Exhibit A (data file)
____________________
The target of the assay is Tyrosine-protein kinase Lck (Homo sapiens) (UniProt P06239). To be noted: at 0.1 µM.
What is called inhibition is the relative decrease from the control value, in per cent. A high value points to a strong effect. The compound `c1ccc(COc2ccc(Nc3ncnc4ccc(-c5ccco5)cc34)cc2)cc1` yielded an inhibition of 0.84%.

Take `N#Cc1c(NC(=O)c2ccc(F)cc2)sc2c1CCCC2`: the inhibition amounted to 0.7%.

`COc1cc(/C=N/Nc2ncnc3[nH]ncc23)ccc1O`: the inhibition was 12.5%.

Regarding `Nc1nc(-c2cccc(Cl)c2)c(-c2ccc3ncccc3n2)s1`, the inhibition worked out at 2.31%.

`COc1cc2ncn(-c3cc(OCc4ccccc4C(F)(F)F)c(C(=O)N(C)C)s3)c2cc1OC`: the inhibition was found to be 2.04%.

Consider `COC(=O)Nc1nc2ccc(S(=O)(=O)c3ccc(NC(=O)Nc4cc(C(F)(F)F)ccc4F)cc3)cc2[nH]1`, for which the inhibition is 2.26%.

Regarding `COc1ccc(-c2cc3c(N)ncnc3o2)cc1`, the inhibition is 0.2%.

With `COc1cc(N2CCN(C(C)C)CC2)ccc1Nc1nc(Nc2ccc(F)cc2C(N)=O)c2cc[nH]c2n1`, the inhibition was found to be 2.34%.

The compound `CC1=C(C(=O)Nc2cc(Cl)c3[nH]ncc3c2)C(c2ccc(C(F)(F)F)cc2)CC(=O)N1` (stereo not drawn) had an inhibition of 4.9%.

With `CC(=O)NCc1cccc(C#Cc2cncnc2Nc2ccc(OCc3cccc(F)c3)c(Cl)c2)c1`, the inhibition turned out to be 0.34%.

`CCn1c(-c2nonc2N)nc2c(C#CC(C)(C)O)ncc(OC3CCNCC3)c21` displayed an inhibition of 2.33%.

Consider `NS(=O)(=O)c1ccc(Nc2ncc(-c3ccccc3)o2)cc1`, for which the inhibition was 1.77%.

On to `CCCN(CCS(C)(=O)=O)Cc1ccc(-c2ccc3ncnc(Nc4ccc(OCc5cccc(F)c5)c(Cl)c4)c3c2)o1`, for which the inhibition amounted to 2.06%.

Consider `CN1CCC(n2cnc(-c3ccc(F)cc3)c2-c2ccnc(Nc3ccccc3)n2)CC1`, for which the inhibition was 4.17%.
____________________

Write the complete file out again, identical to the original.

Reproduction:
The target of the assay is Tyrosine-protein kinase Lck (Homo sapiens) (UniProt P06239). To be noted: at 0.1 µM.
What is called inhibition is the relative decrease from the control value, in per cent. A high value points to a strong effect. The compound `c1ccc(COc2ccc(Nc3ncnc4ccc(-c5ccco5)cc34)cc2)cc1` yielded an inhibition of 0.84%.

Take `N#Cc1c(NC(=O)c2ccc(F)cc2)sc2c1CCCC2`: the inhibition amounted to 0.7%.

`COc1cc(/C=N/Nc2ncnc3[nH]ncc23)ccc1O`: the inhibition was 12.5%.

Regarding `Nc1nc(-c2cccc(Cl)c2)c(-c2ccc3ncccc3n2)s1`, the inhibition worked out at 2.31%.

`COc1cc2ncn(-c3cc(OCc4ccccc4C(F)(F)F)c(C(=O)N(C)C)s3)c2cc1OC`: the inhibition was found to be 2.04%.

Consider `COC(=O)Nc1nc2ccc(S(=O)(=O)c3ccc(NC(=O)Nc4cc(C(F)(F)F)ccc4F)cc3)cc2[nH]1`, for which the inhibition is 2.26%.

Regarding `COc1ccc(-c2cc3c(N)ncnc3o2)cc1`, the inhibition is 0.2%.

With `COc1cc(N2CCN(C(C)C)CC2)ccc1Nc1nc(Nc2ccc(F)cc2C(N)=O)c2cc[nH]c2n1`, the inhibition was found to be 2.34%.

The compound `CC1=C(C(=O)Nc2cc(Cl)c3[nH]ncc3c2)C(c2ccc(C(F)(F)F)cc2)CC(=O)N1` (stereo not drawn) had an inhibition of 4.9%.

With `CC(=O)NCc1cccc(C#Cc2cncnc2Nc2ccc(OCc3cccc(F)c3)c(Cl)c2)c1`, the inhibition turned out to be 0.34%.

`CCn1c(-c2nonc2N)nc2c(C#CC(C)(C)O)ncc(OC3CCNCC3)c21` displayed an inhibition of 2.33%.

Consider `NS(=O)(=O)c1ccc(Nc2ncc(-c3ccccc3)o2)cc1`, for which the inhibition was 1.77%.

On to `CCCN(CCS(C)(=O)=O)Cc1ccc(-c2ccc3ncnc(Nc4ccc(OCc5cccc(F)c5)c(Cl)c4)c3c2)o1`, for which the inhibition amounted to 2.06%.

Consider `CN1CCC(n2cnc(-c3ccc(F)cc3)c2-c2ccnc(Nc3ccccc3)n2)CC1`, for which the inhibition was 4.17%.